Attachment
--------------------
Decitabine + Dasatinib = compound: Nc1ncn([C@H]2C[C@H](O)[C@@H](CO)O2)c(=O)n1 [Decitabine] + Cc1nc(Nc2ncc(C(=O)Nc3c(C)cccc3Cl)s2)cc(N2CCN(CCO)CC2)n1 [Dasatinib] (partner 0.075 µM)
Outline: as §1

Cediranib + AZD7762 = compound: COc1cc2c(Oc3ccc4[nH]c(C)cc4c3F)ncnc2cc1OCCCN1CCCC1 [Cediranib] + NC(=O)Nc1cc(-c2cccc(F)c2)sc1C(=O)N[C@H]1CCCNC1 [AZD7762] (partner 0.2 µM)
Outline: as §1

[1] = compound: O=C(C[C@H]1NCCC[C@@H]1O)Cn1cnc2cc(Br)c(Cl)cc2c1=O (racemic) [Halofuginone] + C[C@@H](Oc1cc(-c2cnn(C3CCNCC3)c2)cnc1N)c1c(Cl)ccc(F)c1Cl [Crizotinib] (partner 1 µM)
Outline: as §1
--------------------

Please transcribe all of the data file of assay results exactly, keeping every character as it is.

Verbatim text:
Decitabine + Dasatinib = compound: Nc1ncn([C@H]2C[C@H](O)[C@@H](CO)O2)c(=O)n1 [Decitabine] + Cc1nc(Nc2ncc(C(=O)Nc3c(C)cccc3Cl)s2)cc(N2CCN(CCO)CC2)n1 [Dasatinib] (partner 0.075 µM)
Outline: as §1

Cediranib + AZD7762 = compound: COc1cc2c(Oc3ccc4[nH]c(C)cc4c3F)ncnc2cc1OCCCN1CCCC1 [Cediranib] + NC(=O)Nc1cc(-c2cccc(F)c2)sc1C(=O)N[C@H]1CCCNC1 [AZD7762] (partner 0.2 µM)
Outline: as §1

[1] = compound: O=C(C[C@H]1NCCC[C@@H]1O)Cn1cnc2cc(Br)c(Cl)cc2c1=O (racemic) [Halofuginone] + C[C@@H](Oc1cc(-c2cnn(C3CCNCC3)c2)cnc1N)c1c(Cl)ccc(F)c1Cl [Crizotinib] (partner 1 µM)
Outline: as §1